Vermont Sen. Jim Jeffords has lost that deer-in-the-headlights look that he wore like a uniform during his last days as a Republican. He looks relaxed. And he's more famous than he ever imagined possible.
"I had no idea what the response would be, not just here [in Washington], but worldwide," he says.
A year ago today, Senator Jeffords announced that he would be leaving the Republican Party and handing control of the Senate back to Democrats. Presents started arriving from as far away as Australia. He got a standing ovation when he walked into a meeting of environmentalists in Florence, Italy, the next day.
But don't ask what happened to the big issues he cited as reasons for his historic defection.
The $1.3 trillion tax cut that he said would starve all other social priorities? It still passed, with 12 Democrats voting in favor.
Full federal funding for special education? The new masters of the Senate don't look any more able to find an added $180 billion in the budget over the next 10 years than the GOP was.
For all the hoopla and celebrity surrounding Jeffords' defection, he's a man who no longer has other senators worried about what concessions they may need to make to him. He chairs a committee, but has no big wins in his name. And with the White House and GOP leaders in the House and Senate against you, no big wins look likely in the future.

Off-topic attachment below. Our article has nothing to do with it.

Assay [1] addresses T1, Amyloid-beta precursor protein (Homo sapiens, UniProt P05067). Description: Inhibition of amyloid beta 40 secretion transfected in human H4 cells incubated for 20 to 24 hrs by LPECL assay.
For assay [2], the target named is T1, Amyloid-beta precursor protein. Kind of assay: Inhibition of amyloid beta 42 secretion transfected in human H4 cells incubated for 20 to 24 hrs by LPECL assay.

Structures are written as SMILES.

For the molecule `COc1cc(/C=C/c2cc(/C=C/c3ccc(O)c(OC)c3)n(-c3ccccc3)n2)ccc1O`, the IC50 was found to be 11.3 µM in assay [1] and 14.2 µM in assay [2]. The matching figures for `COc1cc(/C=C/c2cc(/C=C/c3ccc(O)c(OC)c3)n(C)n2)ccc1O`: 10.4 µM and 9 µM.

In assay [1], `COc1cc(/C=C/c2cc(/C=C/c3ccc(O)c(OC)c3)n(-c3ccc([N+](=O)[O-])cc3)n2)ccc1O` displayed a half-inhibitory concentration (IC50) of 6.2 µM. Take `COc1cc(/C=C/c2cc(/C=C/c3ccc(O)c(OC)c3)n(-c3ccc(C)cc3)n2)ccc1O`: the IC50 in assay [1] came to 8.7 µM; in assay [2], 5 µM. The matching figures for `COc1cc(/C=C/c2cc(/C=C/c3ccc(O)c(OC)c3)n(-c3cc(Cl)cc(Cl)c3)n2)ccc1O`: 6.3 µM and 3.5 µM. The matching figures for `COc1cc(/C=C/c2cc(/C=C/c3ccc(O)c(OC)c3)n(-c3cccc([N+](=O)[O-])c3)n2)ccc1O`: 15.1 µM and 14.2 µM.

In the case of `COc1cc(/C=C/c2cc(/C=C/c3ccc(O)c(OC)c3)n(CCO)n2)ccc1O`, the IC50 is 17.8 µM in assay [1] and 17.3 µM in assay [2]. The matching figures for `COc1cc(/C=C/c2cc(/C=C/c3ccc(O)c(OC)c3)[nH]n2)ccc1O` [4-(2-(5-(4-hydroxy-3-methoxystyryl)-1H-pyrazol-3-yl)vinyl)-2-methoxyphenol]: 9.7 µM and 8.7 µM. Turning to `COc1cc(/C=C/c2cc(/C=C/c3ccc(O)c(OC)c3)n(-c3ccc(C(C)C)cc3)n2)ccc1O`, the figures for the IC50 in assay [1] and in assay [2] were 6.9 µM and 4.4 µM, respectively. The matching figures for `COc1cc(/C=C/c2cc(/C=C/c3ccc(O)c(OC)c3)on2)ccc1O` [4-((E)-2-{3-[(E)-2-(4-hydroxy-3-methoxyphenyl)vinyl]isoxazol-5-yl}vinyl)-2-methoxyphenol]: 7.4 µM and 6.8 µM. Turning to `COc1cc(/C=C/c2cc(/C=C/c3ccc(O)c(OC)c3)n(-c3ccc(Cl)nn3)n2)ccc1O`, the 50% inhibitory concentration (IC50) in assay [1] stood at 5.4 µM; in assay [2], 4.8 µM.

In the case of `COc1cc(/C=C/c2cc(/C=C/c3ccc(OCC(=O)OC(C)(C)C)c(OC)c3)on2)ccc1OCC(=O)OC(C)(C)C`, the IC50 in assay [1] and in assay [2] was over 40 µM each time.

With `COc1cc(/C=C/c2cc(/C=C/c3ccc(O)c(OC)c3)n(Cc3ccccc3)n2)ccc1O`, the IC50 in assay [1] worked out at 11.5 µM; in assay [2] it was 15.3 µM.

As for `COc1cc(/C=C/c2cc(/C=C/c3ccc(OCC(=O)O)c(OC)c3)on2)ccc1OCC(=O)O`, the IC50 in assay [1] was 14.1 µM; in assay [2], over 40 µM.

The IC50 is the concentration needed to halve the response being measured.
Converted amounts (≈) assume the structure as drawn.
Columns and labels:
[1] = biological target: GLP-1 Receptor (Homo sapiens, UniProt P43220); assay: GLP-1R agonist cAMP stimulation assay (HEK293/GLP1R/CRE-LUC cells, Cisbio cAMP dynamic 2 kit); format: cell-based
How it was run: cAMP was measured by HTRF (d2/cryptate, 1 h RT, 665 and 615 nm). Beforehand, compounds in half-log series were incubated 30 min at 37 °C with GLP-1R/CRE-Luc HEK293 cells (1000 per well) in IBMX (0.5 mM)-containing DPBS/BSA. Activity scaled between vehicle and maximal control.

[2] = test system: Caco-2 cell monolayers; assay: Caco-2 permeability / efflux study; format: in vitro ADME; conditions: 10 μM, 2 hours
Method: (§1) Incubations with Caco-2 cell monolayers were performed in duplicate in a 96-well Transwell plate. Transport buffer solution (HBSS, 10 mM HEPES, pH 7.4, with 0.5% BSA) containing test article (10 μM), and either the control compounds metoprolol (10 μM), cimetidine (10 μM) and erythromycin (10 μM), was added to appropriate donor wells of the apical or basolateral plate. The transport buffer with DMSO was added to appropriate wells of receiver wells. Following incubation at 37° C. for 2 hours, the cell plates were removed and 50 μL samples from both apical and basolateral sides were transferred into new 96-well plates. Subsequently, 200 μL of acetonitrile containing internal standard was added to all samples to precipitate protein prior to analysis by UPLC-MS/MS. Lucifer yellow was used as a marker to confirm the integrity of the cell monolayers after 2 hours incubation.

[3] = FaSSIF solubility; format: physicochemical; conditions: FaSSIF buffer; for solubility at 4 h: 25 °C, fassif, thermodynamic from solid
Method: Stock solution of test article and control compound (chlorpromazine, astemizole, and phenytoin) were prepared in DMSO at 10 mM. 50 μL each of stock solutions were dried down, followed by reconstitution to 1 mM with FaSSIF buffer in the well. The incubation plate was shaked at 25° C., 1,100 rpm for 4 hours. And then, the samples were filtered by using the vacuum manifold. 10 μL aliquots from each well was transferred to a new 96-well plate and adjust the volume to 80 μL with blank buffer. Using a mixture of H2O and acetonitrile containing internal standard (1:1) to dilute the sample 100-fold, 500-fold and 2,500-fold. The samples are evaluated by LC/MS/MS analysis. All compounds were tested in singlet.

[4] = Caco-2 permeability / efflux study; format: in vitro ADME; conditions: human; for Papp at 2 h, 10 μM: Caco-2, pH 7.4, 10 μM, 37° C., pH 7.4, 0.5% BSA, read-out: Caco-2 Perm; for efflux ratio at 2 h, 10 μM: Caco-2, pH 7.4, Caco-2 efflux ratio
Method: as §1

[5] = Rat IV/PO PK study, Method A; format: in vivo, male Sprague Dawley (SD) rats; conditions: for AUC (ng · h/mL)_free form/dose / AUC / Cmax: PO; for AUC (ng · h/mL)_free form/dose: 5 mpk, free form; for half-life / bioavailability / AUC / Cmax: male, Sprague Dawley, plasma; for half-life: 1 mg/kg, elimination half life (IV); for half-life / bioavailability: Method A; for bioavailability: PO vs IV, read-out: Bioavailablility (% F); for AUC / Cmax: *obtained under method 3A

In his defense, Jeffords notes that his refusal (while still a Republican) to vote the original $1.6 trillion Bush tax cut forced the Senate to cut it to $1.3 trillion. That's $30 billion a year available for social programs, he says.
And he doesn't blame Democrats that special education isn't yet one of them. "At least for Democrats it's still a goal. The first thing Republicans want to do is to cut back on education," he says.
What Democrats are offering is esteem, a quality in short supply when he was on the GOP side of the aisle. This week, Daschle's office organized daily public events for Jeffords to celebrate his "commitment" on issues like Social Security, energy, and the environment. Jeffords returns the favor by campaigning for Democrats facing tight races in the fall.
Last weekend, he stumped in St. Louis for embattled Sen. Jean Carnahan.
Back in Vermont, he is as popular as ever, where he picks up about 2 of every 3 voters. "But so is President Bush," says Skip Vallee, the state's Republican National Committeeman.
Many Republicans still blame Jeffords, now Independent, for snatching away the only chance they've had to control the Congress with a Republican in the White House in anyone's lifetime.
Some in the GOP grumble that he did it for the gavel. Jeffords was running up against term limits for committee chairs. And as the senator dubbed "Bill Clinton's favorite politician" by wags in his own party, he was not sure to be offered another.
Senate Democrats have no term limits on committee chairs. Nor did they mind coming up with a chairmanship on the Environment and Public Works committee, good for as long as Democrats controlled the Senate.